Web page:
Acts 7:54-8:8 (AD 31)
In his big sermon (chapter 7), Stephen told hard truths to an unfriendly audience. Truths that he knew – barring a miracle – they would not accept. Truths that he further knew would enrage them.
There had not yet been a Christian martyr, so most likely he wasn’t expecting that their rage would be fatal. And yet the first Christian martyr treated the coming of death as it really was: the journey home. He wasn’t in denial of what was happening to him; rather he, more than anyone who was around him, knew exactly what was happening next.
Notice in verse 57, the religious leaders were so terrified of the thought they were witnessing blasphemy, that they couldn’t bear even to listen to what Stephen was saying. They drowned out his words with yelling, then dragged him away and stoned him to death. They didn’t question their reaction, they didn’t check it, filter it, think about it. They knew what they knew, or thought they did, and the solution to it was murder. No doubt they believed they were doing God’s will, but there was no sincerity of desire to find out what that will really was.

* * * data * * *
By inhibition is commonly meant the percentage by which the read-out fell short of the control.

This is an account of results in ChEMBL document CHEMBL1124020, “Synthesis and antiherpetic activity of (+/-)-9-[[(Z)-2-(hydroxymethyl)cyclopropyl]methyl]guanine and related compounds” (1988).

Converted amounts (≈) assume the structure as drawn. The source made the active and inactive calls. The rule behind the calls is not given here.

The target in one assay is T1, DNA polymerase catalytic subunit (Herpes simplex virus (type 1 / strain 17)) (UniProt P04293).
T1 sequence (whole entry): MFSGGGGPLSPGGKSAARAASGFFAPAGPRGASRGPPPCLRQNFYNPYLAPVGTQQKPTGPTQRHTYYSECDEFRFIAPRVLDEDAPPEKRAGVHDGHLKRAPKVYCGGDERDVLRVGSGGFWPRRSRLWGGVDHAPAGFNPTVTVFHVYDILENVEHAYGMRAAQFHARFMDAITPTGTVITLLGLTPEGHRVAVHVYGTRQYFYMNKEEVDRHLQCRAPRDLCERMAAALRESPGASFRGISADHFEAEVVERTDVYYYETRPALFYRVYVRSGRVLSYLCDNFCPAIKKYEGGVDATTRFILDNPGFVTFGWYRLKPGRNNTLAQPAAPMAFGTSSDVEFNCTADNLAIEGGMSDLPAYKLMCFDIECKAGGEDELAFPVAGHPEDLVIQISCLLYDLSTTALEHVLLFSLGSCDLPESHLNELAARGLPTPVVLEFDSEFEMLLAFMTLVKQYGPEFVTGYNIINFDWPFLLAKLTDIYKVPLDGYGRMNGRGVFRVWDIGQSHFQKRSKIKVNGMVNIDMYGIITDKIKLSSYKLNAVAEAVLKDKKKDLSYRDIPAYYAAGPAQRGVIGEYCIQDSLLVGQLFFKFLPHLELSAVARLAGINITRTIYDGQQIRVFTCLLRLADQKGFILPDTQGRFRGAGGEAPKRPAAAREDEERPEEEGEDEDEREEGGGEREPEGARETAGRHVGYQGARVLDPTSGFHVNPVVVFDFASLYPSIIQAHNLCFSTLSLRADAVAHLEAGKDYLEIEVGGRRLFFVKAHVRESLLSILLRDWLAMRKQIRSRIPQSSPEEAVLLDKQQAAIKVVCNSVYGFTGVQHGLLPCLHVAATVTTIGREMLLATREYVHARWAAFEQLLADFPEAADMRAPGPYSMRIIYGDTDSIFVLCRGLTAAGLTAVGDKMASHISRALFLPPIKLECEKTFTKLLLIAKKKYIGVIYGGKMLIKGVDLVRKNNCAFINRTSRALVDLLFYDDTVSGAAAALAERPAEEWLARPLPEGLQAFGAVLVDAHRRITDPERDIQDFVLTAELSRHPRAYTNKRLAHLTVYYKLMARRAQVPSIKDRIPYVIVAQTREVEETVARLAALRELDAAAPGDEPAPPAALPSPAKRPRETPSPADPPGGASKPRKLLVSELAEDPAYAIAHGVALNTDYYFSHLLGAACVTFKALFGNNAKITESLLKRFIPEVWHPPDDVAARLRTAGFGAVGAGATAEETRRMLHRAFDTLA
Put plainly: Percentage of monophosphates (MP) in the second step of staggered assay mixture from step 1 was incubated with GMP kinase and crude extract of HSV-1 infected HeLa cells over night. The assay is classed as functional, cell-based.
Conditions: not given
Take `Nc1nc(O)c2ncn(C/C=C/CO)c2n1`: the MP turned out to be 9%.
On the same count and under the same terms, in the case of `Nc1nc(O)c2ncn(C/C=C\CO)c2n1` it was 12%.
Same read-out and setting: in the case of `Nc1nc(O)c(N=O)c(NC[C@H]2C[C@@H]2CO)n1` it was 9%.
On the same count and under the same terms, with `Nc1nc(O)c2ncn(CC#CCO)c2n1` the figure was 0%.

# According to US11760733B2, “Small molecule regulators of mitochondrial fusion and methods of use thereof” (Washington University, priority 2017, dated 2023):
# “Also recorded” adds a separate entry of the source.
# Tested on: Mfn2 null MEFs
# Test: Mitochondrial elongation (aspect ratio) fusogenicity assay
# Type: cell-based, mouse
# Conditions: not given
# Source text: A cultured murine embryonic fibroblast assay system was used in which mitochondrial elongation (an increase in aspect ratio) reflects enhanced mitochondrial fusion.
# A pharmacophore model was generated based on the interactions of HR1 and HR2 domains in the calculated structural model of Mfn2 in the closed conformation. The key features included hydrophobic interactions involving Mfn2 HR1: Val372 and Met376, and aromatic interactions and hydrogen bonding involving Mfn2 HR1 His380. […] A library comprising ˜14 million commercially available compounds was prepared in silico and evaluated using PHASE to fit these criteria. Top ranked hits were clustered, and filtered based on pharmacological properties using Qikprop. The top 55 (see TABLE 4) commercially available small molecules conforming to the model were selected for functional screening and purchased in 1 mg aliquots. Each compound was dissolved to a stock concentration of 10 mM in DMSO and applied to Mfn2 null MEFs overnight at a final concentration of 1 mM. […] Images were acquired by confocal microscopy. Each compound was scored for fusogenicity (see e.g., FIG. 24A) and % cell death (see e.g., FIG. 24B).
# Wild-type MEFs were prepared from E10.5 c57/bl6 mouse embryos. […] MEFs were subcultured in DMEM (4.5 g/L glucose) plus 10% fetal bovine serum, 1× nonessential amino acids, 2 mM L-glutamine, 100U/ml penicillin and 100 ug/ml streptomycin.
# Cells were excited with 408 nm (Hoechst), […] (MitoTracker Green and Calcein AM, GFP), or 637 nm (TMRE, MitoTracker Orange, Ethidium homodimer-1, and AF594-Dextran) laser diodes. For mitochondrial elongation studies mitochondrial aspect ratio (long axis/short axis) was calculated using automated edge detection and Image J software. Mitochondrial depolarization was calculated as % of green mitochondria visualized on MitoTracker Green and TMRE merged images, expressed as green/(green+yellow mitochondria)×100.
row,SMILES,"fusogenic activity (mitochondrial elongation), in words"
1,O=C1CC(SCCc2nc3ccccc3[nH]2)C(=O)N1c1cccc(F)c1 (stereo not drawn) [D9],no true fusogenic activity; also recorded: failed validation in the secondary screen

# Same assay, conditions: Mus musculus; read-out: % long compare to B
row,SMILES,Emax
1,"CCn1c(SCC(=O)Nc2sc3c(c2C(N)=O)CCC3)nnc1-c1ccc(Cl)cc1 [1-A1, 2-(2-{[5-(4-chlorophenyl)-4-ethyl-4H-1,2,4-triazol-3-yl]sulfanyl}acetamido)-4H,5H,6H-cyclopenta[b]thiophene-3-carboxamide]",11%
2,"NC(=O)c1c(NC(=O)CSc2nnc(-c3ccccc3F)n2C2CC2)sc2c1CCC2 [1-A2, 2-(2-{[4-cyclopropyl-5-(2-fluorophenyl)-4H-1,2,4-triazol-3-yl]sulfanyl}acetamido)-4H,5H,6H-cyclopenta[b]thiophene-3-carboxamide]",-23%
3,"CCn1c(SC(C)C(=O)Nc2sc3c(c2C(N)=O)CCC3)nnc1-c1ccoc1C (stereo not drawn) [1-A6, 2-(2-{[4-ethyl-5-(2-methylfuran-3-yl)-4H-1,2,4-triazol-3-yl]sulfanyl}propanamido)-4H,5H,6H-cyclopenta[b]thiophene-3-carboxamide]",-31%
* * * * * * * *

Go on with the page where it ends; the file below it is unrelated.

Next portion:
Through the terrible tragedy of the death of Stephen and the evil persecution by Saul of Tarsus, Christianity started to spread. Bear in mind that on the Day of Pentecost alone, 3,000 people were saved, so there were a LOT of missionaries leaving Jerusalem around this time. Not individually commissioned, but knowing that Jesus was alive. Not with a great missionary strategy, but knowing they weren’t going to stick around to get arrested by Saul of Tarsus. Not with any gospel literature, but determined to tell whoever they met about the truth: Jesus was alive, and their sins could be forgiven.
After Christians enjoyed the goodwill of the community for months after Jesus’ resurrection, suddenly everything was turned on its head. People understood that Christians were happy to live among them, work with them and treat them well, but they would not be quiet about what they believed. Not because they wanted to offend anyone – quite the opposite: they wanted everyone to be saved. If they hadn’t cared, they’d have kept quiet. If Jesus hadn’t been raised from the dead, Stephen would have kept quiet and stayed alive. Instead, he went home to be with God. Painfully, but he went home. Without regrets, without fear, but knowing exactly where he belonged and to whom he belonged.
May that be said of all of us: that we know where and to whom we belong. Where home is. And that we want others to join us. And that we won’t stop testifying to the truth of who Jesus is, regardless of whether society loves and treasures us, or hates us and wants us dead.